Diversifying your English literature curriculum is a crucial step for all schools – but it isn’t as hard or as onerous a task as you may think. Joy Mbakwe discusses diversity and inclusion in the classroom
Image: Adobe Stock


When I joined my second ever school as a teacher, it was a very different place. The #BlackLivesMatter movement was yet to experience its second wave and TikTok was still a relatively new phenomenon.

As such, my school, at the time, existed as many did: unaware of the ways it upheld white supremacist ideals at the expense of the largely diverse community that it served. In turn, students, also unaware of issues such as systemic racism, passively consumed the diet handed to them in the name of success.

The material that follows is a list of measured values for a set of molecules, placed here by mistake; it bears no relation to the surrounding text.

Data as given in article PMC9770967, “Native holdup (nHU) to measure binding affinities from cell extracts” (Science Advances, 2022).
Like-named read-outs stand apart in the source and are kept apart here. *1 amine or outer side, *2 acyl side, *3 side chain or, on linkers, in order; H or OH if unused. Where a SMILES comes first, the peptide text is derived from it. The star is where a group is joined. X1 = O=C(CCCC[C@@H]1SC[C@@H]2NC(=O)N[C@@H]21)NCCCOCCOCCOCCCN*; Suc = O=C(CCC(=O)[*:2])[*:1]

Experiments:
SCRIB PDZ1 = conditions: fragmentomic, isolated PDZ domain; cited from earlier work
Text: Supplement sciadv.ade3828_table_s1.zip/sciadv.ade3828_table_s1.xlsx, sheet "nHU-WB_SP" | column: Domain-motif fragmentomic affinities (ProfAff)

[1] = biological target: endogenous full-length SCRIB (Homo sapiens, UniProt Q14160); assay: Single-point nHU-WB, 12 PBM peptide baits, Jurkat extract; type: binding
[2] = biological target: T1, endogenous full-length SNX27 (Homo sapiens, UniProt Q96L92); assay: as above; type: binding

During my induction day, I was told that I would be teaching Arthur Conan Doyle’s Sign of the Four to my new year 10 class, and while I was unfamiliar with the text, I was keen to teach my first detective novel. Years later, I realised how at odds such a text was with the student population at the school.

Register now, read forever

Thank you for visiting SecEd and reading some of our content for professionals in secondary education. Register now for free to get unlimited access to all content.

What's included:

  • Unlimited access to news, best practice articles and podcast

  • New content and e-bulletins delivered straight to your inbox every Monday and Thursday


Already have an account? Sign in here